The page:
Random Acts of Flyness is the only show that feels like going to an art exhibition through your television. It's a compilation of seemingly random, but incredible ideas all married by representation and inclusion.
1.First, this amazing stop-motion animation that explores the life of a broccoli stalk faced with its own mortality in the produce section of a grocery store will crack you up and make want to eat a little healthier.
2.This hilarious skit written by Mariama Diallo that focuses on "bad hair," where the hair itself gets personified and we follow its life of crime to its eventual self-discovery and acceptance.
3.This hilarious animation featuring a fictional sex lubricant that prevents badussy.
4.Then there's this modern take on Peter Pan called "Nuncaland" that turns into a musical and it's just...
5.This surreal moment where Terence literally flies away after a run-in with the police will water the eyes of anyone who lives in fear of being a victim of police brutality or anyone that has been a victim of police brutality.
6.Then the same concept is satirized with a more realistic, yet hysterical, approach...renting a white witness.
7.This surreal scene highlights the absurdity of catcalling that then turns black masculinity on its head with a group of men embracing each other with hugs and exchanging compliments.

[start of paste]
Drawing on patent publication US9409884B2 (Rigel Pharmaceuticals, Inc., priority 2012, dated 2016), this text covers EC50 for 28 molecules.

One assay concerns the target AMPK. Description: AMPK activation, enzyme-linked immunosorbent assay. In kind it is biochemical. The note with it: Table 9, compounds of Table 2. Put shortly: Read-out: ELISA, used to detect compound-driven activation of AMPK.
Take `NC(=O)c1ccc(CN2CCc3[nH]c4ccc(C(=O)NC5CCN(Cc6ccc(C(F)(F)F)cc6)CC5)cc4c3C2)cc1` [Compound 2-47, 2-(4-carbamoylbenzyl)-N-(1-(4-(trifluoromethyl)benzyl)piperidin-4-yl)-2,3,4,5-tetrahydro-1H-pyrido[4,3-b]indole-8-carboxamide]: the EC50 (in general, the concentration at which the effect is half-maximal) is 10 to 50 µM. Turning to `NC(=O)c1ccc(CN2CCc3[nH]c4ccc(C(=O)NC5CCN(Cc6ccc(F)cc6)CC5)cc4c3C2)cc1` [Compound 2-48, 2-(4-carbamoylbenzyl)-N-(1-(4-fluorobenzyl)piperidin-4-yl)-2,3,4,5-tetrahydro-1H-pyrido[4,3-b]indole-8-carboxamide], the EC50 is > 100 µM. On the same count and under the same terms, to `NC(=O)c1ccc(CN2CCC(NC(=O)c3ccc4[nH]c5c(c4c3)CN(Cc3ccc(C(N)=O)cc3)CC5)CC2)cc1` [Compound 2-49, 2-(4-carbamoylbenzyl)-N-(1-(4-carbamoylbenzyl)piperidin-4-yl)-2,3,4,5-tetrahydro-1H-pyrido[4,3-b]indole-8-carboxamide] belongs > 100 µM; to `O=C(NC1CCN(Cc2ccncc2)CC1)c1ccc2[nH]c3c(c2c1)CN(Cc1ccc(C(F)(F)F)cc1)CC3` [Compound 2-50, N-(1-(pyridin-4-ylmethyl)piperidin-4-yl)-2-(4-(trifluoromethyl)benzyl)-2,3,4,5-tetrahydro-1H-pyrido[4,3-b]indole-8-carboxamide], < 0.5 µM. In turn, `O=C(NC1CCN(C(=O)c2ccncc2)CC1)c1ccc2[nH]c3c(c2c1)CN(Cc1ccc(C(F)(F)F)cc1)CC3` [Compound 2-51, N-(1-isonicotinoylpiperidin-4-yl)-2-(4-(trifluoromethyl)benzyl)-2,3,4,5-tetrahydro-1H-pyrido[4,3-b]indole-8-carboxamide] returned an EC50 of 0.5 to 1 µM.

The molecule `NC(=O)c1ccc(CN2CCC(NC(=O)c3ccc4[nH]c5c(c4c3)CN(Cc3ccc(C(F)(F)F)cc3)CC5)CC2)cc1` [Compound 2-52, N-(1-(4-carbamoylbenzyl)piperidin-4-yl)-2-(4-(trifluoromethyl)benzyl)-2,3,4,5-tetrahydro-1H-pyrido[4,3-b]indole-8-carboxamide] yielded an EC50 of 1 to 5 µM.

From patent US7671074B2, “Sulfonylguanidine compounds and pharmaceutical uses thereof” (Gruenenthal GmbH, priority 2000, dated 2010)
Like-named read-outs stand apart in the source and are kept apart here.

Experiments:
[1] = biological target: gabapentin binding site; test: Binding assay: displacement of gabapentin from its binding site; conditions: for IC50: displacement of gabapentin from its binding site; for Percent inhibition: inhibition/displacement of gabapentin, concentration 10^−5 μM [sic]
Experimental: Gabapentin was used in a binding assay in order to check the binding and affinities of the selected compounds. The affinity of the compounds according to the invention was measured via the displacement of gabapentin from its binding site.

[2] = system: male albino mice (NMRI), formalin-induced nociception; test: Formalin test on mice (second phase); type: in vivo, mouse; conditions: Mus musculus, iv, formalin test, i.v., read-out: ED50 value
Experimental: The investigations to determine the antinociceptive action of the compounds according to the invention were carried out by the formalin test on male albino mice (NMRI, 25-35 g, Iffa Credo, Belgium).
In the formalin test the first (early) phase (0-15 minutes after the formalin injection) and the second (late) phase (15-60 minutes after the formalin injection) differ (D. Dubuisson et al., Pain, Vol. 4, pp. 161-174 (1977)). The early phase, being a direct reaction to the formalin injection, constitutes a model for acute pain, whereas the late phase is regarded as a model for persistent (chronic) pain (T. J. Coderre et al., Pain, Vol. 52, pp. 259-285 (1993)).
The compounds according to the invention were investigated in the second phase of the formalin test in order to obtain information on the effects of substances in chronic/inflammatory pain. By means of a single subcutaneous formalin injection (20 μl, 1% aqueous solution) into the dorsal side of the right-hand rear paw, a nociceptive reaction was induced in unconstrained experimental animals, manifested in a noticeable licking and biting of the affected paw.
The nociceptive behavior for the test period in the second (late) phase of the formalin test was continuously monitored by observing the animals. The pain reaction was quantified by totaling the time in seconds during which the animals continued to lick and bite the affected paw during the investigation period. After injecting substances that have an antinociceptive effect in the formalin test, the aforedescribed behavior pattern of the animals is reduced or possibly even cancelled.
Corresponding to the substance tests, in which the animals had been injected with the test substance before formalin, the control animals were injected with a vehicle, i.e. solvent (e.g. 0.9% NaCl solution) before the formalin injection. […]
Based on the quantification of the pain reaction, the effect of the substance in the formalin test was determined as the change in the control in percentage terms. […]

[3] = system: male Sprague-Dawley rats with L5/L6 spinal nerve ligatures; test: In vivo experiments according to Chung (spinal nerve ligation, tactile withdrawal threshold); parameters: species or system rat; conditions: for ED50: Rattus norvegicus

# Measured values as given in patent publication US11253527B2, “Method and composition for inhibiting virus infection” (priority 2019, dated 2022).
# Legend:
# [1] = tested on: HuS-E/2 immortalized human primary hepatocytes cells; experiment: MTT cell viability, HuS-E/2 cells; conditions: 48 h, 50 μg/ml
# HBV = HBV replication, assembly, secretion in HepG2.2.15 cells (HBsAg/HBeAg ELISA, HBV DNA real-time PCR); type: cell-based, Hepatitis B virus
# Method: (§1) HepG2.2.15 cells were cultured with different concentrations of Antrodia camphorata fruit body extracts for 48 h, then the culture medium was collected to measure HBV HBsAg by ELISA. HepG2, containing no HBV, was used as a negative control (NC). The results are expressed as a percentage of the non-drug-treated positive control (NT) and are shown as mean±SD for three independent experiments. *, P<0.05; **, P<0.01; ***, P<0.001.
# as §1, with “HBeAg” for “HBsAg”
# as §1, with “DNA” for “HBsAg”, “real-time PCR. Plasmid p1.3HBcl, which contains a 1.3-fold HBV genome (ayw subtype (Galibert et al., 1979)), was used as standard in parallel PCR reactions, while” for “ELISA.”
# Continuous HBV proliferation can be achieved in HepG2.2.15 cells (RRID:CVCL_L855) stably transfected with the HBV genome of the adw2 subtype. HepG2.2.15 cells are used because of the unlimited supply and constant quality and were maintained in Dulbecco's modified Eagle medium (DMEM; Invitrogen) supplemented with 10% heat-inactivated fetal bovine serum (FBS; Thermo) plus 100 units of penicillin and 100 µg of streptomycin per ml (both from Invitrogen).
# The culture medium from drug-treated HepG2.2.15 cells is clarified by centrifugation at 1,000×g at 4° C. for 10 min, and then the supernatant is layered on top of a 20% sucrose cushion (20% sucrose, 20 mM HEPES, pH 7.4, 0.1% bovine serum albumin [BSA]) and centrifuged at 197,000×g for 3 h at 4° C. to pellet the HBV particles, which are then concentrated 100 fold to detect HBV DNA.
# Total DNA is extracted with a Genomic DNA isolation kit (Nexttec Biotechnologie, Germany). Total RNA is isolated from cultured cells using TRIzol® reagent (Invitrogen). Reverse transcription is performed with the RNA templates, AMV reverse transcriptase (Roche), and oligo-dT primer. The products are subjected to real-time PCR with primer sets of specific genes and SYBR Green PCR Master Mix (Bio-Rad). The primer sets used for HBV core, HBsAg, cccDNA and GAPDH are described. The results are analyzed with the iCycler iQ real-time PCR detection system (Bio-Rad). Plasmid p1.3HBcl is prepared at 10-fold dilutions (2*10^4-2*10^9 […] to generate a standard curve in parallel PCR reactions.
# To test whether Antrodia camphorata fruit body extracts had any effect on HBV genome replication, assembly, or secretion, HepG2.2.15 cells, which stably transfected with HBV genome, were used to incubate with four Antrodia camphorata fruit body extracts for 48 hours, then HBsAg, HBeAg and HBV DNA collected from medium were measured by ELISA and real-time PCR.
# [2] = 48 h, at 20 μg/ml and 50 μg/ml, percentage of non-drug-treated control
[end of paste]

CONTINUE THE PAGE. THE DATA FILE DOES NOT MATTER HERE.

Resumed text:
8.This skit about a phone app that uses genetic ancestry tests to locate the nearest white person that owes a black person money for reparations.
9.This actual mobile game you can download on your phone that came as a result of a character named Naija who deals with street harassment in one of the episodes.
10.This hauntingly hilarious skit about a topical cream that helps avert problematic white thoughts featuring Jon Hamm is nothing like you've ever seen before.
11.This scene based on a true story of Terence getting into a car identical to his and having the police called on him is the 473rd worry of 1000 Worries That a Black Person Should Not Have to Worry About. A segment that will be bittersweet to see continued.
12.Then, keeping in line with the idea of accepting your mortality, there's this segment modeled after a cable-access show hosted by Ripa the Reaper called "Everybody Dies!"
14.The short film White Angel sheds light on how white savior films are made. Then imagines the consequence of doing such a disservice.
15.But before this show can be called reverse racist, the director Terence Nance makes it clear that he is less concerned with addressing whiteness. His show is truly dedicated to affirming blackness.
16.There's a segment called "The Sexual Proclivities of the Black Community," and on this segment they interview a bisexual man named Yeleen and tell his story through a quirky stop-motion animation.
17.Finally, once you feel like you've reached sensory overload, the stage is then set for a wide variety of musicians, artists, and creatives to either speak about their work or perform it.
In final, there is no wrong way to watch or interpret this show. It inspires critical thinking and discussion, so the best way to watch the show is to do JUST that...and watch it!